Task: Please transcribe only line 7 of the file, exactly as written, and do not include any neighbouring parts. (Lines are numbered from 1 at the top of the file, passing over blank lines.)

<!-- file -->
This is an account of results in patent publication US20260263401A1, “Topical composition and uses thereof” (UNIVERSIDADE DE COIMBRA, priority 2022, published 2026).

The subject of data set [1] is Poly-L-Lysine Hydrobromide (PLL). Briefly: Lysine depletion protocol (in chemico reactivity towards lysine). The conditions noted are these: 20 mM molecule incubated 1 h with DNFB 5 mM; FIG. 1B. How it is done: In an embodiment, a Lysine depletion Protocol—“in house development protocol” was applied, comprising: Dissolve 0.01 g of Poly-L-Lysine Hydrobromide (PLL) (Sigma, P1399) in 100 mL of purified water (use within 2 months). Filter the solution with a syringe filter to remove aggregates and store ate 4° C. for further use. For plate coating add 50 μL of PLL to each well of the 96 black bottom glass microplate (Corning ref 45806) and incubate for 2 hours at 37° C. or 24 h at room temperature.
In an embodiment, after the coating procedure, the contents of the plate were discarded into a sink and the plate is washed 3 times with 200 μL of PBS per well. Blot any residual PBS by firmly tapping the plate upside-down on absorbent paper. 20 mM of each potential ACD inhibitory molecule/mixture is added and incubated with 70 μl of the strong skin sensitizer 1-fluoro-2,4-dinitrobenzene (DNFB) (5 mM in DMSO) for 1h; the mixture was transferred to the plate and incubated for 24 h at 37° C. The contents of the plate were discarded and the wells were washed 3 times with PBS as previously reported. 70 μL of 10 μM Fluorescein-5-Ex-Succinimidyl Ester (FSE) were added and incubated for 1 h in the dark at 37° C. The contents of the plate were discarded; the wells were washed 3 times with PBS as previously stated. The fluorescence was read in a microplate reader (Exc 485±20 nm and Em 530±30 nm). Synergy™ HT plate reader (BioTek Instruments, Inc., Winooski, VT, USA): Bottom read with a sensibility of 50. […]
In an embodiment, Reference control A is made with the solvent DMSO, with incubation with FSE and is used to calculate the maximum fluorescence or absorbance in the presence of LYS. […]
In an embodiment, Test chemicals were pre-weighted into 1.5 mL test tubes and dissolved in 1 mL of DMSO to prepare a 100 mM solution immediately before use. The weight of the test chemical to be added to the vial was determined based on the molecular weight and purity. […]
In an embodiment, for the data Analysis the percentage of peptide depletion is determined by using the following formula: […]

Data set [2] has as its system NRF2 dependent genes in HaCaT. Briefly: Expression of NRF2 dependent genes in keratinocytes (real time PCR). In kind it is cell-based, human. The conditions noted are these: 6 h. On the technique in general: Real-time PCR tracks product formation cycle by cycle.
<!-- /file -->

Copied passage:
Data set [2] has as its system NRF2 dependent genes in HaCaT. Briefly: Expression of NRF2 dependent genes in keratinocytes (real time PCR). In kind it is cell-based, human. The conditions noted are these: 6 h. On the technique in general: Real-time PCR tracks product formation cycle by cycle.